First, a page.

July 31, 2003
The Big Question
We're now in the midst of a period called Bein HaMetzarim, a three-week period of national mourning for tragedies throughout Jewish history.
The most powerful of these tragedies was the destruction of the two temples in Jerusalem; these three weeks culminate with Tisha B'Av, the day that commemorates this tragedy.
While growing up, I resented that the Bein HaMetzarim fell during summer vacation. The summer was when we were out of school, unfettered by school rules and homework. Why did the rabbis have to put a damper on a kid's summer by sticking such a sorrowful period of three weeks smack in the middle? I especially disliked the rabbis for their ban on swimming during the nine days between the first of Av and Tisha B'Av (the ninth of Av). You want to restrict my swimming? Do it in February -- not during a searing August!
Part of the mourning process is the reading of the Book of Eicha (Lamentations) on the evening of Tisha B'Av (Aug. 6). This five-chapter dirge is Jeremiah's moving account of the First Temple's destruction. Eicha -- how? -- was the first word that Jeremiah used to describe the devastation. It expresses the horrified bewilderment of a person who has witnessed his entire world crumble all around him.
The Midrash (Torah commentary) introduces Eicha by noting that three prophets used the word: Moses, Isaiah and Jeremiah. Moses said, "How can I myself alone bear your cumbrance?" (Deuteronomy 1:12); Isaiah said, "Howhas the faithful city become a harlot?" (Isaiah 1:21); and Jeremiah said, "How does the city sit solitary?" (Lamentations 1:1).
Rabbi Levi said, "It may be likened to a matron who had three groomsmen: one beheld her in her happiness, a second beheld her in her infidelity and the third beheld her in her disgrace. Similarly, Moses beheld Israel in their glory and happiness ... Isaiah beheld them in their infidelity ... Jeremiah beheld them in their disgrace; and all three exclaimed, 'eicha!'"
We can understand the connection between Isaiah's and Jeremiah's "hows." Isaiah was lamenting the Jews' spiritual nadir shortly before the destruction of the Temple, while Jeremiah was lamenting the consequent destruction. But when Moses exclaimed "eicha," he wasn't lamenting at all. He led the Jews during their spiritual apex, hundreds of years before the Temple era. He was saying, "Wow! What a colossal people. How can I, humble Moses, possibly bear the brunt of this massive nation?"
He was a doting parent, kvelling at the spiritual, emotional and physical growth of his children over the course of 40 years in the desert. Why, then, does the Midrash tie his "how" with the other two?
The fact that Tisha B'Av falls in the summer is not just a stroke of bad luck. God deliberately destroyed the Temple in the summer. Summer, when the world is outside their closed homes and offices, taking vacations, having fun. Summer, when there is the greatest propensity for calamity, because of our carefree attitudes. This is why it's worthwhile to take some time amid all the fun to contemplate our sad history; to remember that it was these good times that precipitated a carelessness in our spiritual devotion that escalated into the ultimate destruction.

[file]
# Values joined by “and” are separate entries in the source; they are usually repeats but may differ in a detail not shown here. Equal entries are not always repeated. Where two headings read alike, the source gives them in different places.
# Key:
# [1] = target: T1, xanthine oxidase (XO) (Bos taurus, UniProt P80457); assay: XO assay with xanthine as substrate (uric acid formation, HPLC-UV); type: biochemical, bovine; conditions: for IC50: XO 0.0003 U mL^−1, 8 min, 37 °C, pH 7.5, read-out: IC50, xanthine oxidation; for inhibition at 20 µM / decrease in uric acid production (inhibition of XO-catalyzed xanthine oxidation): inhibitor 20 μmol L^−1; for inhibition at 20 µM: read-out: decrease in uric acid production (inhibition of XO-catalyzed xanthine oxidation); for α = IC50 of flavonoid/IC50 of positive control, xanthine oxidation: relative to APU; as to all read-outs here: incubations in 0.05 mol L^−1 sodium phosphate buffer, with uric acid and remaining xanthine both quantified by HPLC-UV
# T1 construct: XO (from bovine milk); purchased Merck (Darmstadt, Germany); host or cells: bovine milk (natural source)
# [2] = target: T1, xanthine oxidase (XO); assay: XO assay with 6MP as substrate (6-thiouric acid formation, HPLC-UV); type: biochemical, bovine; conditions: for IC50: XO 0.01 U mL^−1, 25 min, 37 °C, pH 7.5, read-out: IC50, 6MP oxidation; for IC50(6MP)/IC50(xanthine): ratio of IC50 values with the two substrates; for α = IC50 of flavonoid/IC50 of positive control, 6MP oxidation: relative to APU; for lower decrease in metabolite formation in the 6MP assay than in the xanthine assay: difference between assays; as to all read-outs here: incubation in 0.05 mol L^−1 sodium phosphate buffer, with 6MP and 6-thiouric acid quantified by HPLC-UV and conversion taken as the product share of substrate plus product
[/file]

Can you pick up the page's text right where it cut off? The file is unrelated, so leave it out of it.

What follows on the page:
What's the last thing we do at a Jewish wedding, under the chuppah? Break the glass. We deliberately put a damper on our simcha (celebration), to remind ourselves that our intense happiness should be channeled toward productive spirituality, instead of the narcissistic gratification -- prevalent in too many marriages today -- that leads to so much destruction. One thought of the Temple is all it takes to put our joy in the proper perspective. God, then, is not being a killjoy; He's just reminding us that our "summer fun" should be integrated with spirituality, not estranged from it. And that's precisely why Moses shouted "eicha." Remember, says Moses, use your joy and prosperity as tools in the service of God instead of tools for self-destruction.
I know it may be inconvenient to have Tisha B'Av during summer. It may interfere with your summer plans, be it a cruise, family getaway or just a day at the beach. But try to take some time to appreciate all the divine blessings in your life, and connect them to the tragedies that have occurred throughout history and still continue. Connect the "how" of a prosperous today to the "how" of yesterday's persecutions. Break the proverbial glass this year on Tisha B'Av. Appreciate that our heaven-sent blessings are tools for coming closer to our Maker. If we do our job correctly, next summer we'll get to swim on Tisha B'Av in Jerusalem.
Rabbi Daniel Korobkin is rosh kehila at Kehillat Yavneh in Hancock Park.